Mayhem at River Plate threatens Copa America

Buenos Aires (Argentina): The mayhem that swept River Plate`s stadium following the famed soccer club`s relegation to the second division left 89 people injured and is threatening the upcoming Copa America tournament.

The riots were sparked by rampaging fans humiliated by the club`s demotion despite a history that includes more league titles than any Argentine club. In addition to those injured, police said 55 people were detained.

Fans were sprayed with high-power water hoses — inside and outside the stadium — with police using tear gas, rubber bullets and hand-to-hand combat in a futile attempt to control the rioting.

As fans scattered, they set fire to vehicles and rubbish bins around the stadium in the leafy suburb of Nunez, with many smashing windows and breaking into shops in upscale areas.

A prosecutor ordered the stadium closed until the turnstiles can be inspected. There are suggestions the seating capacity of 40,000 was exceeded by 12,000. The stadium also serves as Argentina`s national stadium and is set to hold the Copa America final July 24.

Argentina is the host nation for the Copa America — the South American national team championship — with play opening Friday in La Plata, 35 miles from Buenos Aires. Argentina and Brazil are the favorites to meet in the final, which again could test security at the aging stadium.

Prosecutor Gustavo Galante suggested the closure could last for a month, but also hinted it might take only a week to gather evidence.

"The idea is to preserve the crime scene so we can find out with precision what happened," Galante told radio Continental on Monday.

Sunday`s rioting was set off after River Plate drew 1-1 with Belgrano at Monumental Stadium in the second leg of a relegation playoff, which followed a 2-0 loss four days earlier in the first leg. That match was suspended for 20 minutes when River Plate fans ripped through a fence and raced across the field to taunt their own players.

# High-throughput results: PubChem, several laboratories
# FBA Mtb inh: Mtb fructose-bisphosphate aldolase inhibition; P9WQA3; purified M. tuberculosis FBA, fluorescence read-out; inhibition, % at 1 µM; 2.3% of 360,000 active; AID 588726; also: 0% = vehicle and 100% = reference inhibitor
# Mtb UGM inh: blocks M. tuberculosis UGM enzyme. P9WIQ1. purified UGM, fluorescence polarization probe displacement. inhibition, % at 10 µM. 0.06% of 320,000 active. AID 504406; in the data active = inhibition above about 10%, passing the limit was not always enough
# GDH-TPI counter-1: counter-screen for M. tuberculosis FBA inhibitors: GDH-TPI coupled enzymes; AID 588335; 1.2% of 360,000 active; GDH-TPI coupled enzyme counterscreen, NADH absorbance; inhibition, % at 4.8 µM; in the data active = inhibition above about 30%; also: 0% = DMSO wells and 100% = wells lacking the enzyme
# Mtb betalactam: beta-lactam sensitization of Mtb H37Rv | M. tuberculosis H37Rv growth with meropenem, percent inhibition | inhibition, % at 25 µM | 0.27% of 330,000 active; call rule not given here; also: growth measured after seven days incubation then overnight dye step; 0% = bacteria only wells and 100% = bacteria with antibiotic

River Plate`s drop is astonishing, as if Real Madrid were demoted to Spain`s second division. The club has won 33 league titles — 10 more than Buenos Aires archrival Boca Juniors — and two Copa Libertadores titles. The club`s last league title was 2008.

River Plate President Daniel Passarella said after the game he would not resign.

"My feet are firmly planted," he said.

Passarella, the captain of the 1978 Argentina team that won the World Cup, will face huge problems trying to rejuvenate River Plate. The club has debts estimated at $19 million and is sure to see a steep drop in revenue in the second division. Many of its top players are sure to leave, joining other stars who have been sold in recent years to European clubs.

The chaotic scenes Sunday pitted River Plate hooligans — known as "Los Borrachos del Tablon" — the Drunks in the Stands — against a force of 2,200 police, the largest to ever patrol an Argentine soccer match.

The images were shown on television worldwide, which is sure to dim some luster from the Copa America and pressure the Argentine Football Association and its president, Julio Grondona.

Bureau Report

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